“I am sorry,” answered Barbara, “that it should have been talked about so much. Mr. Brewster did ask me to marry him, but I never accepted. In fact, it was only his persistence that made me consider the matter at all. I did think about it. I confess that I rather liked him. But it was not long before I found him out.”
“What do you mean?” And there was a flash in Peggy’s eyes. “What has he done?”
“To my certain knowledge he has spent more than four hundred thousand dollars since last September. That is something, is it not?” Miss Drew said, in her slow, cool voice, and even Peggy’s loyalty admitted some justification in the criticism.
“Generosity has ceased to be a virtue, then?” she asked coldly.
“Generosity!” exclaimed Barbara, sharply. “It’s sheer idiocy. Haven’t you heard the things people are saying? They are calling him a fool, and in the clubs they are betting that he will be a pauper within a year.”
“Yet they charitably help him to spend his money. And I have noticed that even worldly mammas find him eligible.” The comment was not without its caustic side.
“That was months ago, my dear,” protested Barbara, calmly. “When he spoke to me—he told me it would be impossible for him to marry within a year. And don’t you see that a year may make him an abject beggar?”
“Naturally anything is preferable to a beggar,” came in Peggy’s clear, soft voice.
Barbara hesitated only a moment.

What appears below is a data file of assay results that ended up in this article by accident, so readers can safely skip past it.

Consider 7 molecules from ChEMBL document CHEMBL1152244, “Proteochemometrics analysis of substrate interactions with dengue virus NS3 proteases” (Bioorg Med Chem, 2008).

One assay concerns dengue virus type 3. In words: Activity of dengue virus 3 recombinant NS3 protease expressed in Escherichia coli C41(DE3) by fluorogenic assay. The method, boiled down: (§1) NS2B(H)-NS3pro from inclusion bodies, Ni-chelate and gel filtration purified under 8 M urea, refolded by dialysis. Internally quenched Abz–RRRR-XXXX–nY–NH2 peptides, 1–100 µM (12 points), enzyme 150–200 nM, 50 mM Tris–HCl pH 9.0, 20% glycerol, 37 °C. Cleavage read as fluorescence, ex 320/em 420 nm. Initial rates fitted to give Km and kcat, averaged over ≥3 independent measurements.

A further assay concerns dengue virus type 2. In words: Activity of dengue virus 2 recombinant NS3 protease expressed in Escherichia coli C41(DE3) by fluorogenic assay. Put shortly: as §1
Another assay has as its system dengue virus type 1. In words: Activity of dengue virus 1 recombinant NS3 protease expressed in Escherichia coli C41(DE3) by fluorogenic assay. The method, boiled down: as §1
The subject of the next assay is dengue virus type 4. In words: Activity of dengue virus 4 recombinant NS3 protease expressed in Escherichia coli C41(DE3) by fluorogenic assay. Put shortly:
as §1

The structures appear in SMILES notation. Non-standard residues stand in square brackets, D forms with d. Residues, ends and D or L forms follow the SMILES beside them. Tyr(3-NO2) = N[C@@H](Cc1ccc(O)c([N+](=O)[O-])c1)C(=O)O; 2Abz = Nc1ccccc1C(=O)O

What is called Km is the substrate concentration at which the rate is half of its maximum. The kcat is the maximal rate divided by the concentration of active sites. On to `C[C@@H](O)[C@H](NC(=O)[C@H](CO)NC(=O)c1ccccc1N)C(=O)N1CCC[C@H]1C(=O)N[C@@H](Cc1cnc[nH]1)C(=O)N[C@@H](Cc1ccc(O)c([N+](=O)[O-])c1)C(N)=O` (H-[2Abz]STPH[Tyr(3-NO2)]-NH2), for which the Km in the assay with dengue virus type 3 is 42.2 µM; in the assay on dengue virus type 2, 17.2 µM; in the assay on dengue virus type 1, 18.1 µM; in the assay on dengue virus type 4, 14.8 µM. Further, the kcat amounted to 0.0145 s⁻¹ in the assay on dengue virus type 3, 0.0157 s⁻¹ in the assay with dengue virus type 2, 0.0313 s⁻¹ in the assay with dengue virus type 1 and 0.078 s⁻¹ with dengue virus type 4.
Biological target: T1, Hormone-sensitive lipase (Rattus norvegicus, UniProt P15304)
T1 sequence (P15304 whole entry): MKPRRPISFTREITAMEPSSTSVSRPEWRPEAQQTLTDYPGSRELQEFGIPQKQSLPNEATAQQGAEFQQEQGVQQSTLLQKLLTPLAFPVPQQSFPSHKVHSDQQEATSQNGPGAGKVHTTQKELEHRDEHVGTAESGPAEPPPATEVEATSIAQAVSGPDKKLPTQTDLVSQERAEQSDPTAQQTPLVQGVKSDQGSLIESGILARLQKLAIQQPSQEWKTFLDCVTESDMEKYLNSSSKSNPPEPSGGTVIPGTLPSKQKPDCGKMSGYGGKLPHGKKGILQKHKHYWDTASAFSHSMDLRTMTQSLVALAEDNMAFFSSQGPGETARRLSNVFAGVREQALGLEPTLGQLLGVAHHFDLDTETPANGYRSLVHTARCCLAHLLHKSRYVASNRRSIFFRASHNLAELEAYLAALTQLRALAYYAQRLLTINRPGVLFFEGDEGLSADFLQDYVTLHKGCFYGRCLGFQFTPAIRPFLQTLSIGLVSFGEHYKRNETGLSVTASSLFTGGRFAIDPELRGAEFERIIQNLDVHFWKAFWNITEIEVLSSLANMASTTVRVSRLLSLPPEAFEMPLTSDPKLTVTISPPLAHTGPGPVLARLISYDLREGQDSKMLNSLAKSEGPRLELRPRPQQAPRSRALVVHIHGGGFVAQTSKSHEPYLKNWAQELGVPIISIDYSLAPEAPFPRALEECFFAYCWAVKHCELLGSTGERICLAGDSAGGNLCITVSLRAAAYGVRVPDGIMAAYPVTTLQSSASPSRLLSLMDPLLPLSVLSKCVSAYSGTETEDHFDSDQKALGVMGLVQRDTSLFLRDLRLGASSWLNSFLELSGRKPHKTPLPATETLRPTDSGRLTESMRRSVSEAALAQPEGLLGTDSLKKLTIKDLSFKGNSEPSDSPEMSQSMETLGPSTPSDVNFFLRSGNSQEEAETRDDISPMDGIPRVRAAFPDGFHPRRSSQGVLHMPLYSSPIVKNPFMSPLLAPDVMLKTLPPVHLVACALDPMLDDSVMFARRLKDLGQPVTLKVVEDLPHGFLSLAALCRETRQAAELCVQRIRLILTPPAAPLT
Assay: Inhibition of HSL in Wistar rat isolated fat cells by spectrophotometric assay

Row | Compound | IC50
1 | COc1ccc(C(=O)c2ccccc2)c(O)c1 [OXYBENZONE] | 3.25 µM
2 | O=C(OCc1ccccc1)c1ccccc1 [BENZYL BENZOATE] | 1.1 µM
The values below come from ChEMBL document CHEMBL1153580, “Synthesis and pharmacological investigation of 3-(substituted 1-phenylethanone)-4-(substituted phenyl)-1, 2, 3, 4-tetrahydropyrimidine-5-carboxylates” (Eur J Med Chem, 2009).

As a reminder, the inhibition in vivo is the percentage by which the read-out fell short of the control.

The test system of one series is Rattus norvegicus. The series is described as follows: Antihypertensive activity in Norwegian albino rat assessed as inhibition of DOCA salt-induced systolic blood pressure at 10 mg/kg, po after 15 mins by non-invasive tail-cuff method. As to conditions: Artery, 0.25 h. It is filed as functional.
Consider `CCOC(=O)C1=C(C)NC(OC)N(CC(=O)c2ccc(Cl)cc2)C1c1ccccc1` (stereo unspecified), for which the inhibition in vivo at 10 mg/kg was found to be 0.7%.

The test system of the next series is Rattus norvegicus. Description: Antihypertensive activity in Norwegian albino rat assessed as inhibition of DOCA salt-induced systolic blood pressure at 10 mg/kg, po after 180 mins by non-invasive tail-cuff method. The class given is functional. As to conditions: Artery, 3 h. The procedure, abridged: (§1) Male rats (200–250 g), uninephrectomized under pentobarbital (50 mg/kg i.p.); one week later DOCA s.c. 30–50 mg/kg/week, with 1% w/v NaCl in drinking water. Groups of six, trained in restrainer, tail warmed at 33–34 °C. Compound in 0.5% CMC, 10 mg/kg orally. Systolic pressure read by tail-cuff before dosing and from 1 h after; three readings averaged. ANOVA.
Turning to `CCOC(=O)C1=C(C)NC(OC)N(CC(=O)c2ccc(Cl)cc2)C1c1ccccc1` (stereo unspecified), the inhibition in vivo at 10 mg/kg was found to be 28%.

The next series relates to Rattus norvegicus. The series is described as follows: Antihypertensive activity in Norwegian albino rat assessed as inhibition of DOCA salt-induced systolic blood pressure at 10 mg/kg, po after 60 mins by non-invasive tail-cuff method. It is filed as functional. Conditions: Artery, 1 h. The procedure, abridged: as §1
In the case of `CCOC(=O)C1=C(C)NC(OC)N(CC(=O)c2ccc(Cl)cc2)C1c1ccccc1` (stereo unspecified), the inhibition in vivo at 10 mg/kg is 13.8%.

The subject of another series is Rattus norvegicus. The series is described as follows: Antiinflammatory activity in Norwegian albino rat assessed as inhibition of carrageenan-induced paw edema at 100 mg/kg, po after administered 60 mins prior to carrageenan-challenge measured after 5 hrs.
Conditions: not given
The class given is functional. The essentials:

“Well, you must admit, Miss Gray, that it shows a shameful lack of character. How could any girl be happy with a man like that? And, after all, one must look out for one’s own fate.”
“Undoubtedly,” replied Peggy, but many thoughts were dashing through her brain.
“Shall we turn back to the cottage?” she said, after an awkward silence.
“You certainly don’t approve of Mr. Brewster’s conduct?” Barbara did not like to be placed in the wrong, and felt that she must endeavor to justify herself. “He is the most reckless of spend-thrifts, we know, and he probably indulges in even less respectable excitement.”
Peggy was not tall, but she carried her head at this moment as though she were in the habit of looking down on the world.
“Aren’t you going a little too far, Miss Drew?” she asked placidly.
“It is not only New York that laughs at his Quixotic transactions,” Barbara persisted. “Mr. Hampton, our guest from Chicago, says the stories are worse out there than they are in the east.”
“It is a pity that Monty’s illness should have made him so weak,” said Peggy quietly, as they turned in through the great iron gates, and Barbara was not slow to see the point.
THE NEW TENDERFOOT